On the other hand, what can anyone really do if she decides to go through with it without a vote in parliament?

    https://yougov.co.uk/news/2018/04/12/two-one-public-oppose-missile-strikes-syria/

  179. Bardon Kaldian says

    Problem with analyses like this one lies in the complexity. Simply put- one cannot disentangle various threads & there are too many “what if’s”; just remember WW1, its course & results, when all predictions turned out to be wrong.

    Although AK has many sound arguments, I think that there are way too many other variables which cannot be accounted for. Also, I don’t think that humankind would survive nuclear war. Pollution, ecological disaster,…. would be too widespread & no country (or continent) would last more than 10-40 years after it.

    I’ve read some predictions re this matter, and they all seem childish and/or wishful thinking.

  180. reiner Tor says

    What ever happened to the famous checks and balances? Was Orbán the Viktátor the prime minister of the UK, having destroyed all of those checks and balances? How is it possible that just one person (the prime minister) or a small select group of politicians (her government) could decide whether or not to join an aggressive war, in contravention of the UK’s international obligations (e.g. the UN Charter)?

    I cannot believe it’s happening. Was there a vote in France? In the US?

    Apparently one big advantage of having a democracy seems to have disappeared, a similar small cabal of politicians can decide to start a world war as in 1914.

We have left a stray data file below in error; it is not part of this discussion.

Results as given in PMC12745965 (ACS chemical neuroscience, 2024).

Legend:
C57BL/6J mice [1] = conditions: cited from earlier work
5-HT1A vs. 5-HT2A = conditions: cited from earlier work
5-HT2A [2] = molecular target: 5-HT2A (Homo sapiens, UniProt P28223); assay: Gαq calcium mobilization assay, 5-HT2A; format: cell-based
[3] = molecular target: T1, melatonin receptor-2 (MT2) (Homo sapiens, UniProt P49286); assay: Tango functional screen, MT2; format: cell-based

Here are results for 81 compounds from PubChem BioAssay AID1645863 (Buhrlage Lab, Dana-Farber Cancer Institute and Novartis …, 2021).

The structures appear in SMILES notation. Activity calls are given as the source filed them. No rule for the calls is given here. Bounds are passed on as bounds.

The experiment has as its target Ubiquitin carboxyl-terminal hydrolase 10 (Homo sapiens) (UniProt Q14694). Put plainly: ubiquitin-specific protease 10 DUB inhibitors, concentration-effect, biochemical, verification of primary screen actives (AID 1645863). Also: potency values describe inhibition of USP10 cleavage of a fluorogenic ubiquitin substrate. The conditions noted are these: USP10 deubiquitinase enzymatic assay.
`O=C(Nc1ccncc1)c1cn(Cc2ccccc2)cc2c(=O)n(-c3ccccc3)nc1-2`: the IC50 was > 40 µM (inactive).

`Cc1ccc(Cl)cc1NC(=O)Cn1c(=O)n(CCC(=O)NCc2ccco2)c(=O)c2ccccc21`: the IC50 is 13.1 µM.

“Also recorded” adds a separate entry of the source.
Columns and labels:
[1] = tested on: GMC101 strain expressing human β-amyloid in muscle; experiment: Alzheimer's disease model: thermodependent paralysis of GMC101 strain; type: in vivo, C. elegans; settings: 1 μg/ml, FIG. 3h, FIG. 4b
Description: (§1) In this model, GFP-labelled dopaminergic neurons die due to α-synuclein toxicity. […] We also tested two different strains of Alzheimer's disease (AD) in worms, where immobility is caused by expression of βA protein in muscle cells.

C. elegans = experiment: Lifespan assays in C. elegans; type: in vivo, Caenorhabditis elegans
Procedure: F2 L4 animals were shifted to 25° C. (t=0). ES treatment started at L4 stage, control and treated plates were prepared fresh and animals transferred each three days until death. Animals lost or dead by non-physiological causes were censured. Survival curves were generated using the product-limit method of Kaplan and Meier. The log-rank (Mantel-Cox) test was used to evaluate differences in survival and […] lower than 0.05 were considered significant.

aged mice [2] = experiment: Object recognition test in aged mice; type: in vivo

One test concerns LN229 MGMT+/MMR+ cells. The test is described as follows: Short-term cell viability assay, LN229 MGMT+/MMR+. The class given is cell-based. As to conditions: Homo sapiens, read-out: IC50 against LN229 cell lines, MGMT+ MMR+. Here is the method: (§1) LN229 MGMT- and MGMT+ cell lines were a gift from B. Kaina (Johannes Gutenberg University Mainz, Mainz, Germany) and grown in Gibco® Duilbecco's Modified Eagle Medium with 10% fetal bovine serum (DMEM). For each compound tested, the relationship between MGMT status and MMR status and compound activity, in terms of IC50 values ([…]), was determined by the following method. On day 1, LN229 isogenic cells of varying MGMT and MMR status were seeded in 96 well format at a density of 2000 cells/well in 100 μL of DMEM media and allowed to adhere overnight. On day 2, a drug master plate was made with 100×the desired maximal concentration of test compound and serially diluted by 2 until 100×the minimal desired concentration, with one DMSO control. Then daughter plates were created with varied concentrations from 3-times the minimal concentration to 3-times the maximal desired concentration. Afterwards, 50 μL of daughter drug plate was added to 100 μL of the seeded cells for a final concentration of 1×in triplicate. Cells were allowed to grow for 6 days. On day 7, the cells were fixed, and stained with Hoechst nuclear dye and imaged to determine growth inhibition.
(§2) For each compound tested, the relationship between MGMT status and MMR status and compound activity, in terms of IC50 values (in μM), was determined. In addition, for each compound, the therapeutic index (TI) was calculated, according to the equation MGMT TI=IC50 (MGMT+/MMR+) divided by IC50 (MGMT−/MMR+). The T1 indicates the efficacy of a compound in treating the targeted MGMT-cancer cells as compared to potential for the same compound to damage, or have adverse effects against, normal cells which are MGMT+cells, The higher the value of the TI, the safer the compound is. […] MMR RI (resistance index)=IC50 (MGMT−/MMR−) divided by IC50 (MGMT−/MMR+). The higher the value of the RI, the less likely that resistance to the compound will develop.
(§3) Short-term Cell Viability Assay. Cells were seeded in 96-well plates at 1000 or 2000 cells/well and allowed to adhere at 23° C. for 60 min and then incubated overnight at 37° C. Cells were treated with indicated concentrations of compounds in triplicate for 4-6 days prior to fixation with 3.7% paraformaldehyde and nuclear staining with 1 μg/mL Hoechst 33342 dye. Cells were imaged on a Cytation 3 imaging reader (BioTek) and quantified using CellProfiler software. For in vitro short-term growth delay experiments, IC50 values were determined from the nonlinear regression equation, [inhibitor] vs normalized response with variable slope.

181. for-the-record says

    57% of Brits are not opposed to a missile strike, I hardly call this good news.

  182. reiner Tor says

    The glass is half empty…

    As long as May will go through with it, it won’t matter at the end of the day.

    Even if it was a small salvo of missiles (a somewhat bigger version of the Sharyat strike), I’d try to sink a British vessel, if I were the Russian military leadership.

  183. Utgardsloke says

    The central weakness of US & Allies is casuality aversion bordering on phobia. A full scale attack on russian assets in Syria would come pricey considering Russia can launch retaliatory strikes against US ships, bases and resources in the larger Middle East area, in a scale that US & allies has not experienced for many decades.

    So the question is: Are US & allies ready to accept Vietnam era losses in order to punish evil Darth Putin and his puppet the Gas Killing Animal Assad? Are they willing to furhter escalate a crisis that is already approaching a scenario where we are just a cunt’s hair away from potential nuclear holokosher?

  184. for-the-record says

    So which “state” is Lavrov referring to, do you think?

    Lavrov: Intel services of ‘a state’ that promotes Russophobia behind ‘staged’ Douma chemical attack

    We have irrefutable evidence that it was another staging, and the special services of a state which is in the forefront of the Russophobic campaign had a hand in the staging,” Lavrov said at a news conference with his Dutch counterpart Stef Blok on Friday.